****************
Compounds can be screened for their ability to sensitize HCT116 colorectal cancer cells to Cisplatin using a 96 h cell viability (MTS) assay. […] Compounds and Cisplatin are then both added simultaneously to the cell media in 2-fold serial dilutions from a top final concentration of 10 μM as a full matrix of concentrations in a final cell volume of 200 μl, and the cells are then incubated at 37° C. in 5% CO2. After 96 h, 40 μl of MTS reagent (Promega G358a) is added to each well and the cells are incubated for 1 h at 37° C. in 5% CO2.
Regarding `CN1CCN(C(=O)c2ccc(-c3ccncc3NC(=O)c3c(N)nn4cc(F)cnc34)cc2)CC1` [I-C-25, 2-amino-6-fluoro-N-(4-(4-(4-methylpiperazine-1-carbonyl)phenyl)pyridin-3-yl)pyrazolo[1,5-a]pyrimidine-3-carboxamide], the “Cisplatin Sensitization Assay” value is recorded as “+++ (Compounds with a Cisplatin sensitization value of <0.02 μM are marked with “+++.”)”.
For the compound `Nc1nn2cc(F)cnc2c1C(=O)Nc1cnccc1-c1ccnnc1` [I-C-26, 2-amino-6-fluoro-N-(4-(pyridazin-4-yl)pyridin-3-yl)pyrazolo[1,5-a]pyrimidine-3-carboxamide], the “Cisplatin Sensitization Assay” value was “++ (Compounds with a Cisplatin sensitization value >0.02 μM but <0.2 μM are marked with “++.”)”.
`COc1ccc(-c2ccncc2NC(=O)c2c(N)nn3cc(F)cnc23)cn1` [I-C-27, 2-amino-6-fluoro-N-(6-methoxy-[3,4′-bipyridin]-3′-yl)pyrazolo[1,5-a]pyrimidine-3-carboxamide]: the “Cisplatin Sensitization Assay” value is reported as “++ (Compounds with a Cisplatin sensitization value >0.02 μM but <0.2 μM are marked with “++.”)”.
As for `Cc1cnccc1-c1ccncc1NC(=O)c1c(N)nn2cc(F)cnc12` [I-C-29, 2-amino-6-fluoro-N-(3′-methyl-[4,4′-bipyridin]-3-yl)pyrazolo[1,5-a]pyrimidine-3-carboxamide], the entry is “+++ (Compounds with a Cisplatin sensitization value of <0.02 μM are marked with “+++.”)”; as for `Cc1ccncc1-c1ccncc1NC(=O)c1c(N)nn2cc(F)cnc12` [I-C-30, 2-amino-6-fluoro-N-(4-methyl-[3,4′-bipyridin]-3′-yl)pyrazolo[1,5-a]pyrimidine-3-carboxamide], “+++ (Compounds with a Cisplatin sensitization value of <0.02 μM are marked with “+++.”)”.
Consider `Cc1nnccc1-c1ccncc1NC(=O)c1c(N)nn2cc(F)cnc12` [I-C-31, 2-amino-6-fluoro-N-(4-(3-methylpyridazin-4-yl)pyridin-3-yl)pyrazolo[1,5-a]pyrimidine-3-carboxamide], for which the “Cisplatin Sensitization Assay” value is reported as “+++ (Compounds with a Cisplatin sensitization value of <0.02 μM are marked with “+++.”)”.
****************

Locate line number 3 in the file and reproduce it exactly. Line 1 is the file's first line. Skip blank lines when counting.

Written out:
For the compound `Nc1nn2cc(F)cnc2c1C(=O)Nc1cnccc1-c1ccnnc1` [I-C-26, 2-amino-6-fluoro-N-(4-(pyridazin-4-yl)pyridin-3-yl)pyrazolo[1,5-a]pyrimidine-3-carboxamide], the “Cisplatin Sensitization Assay” value was “++ (Compounds with a Cisplatin sensitization value >0.02 μM but <0.2 μM are marked with “++.”)”.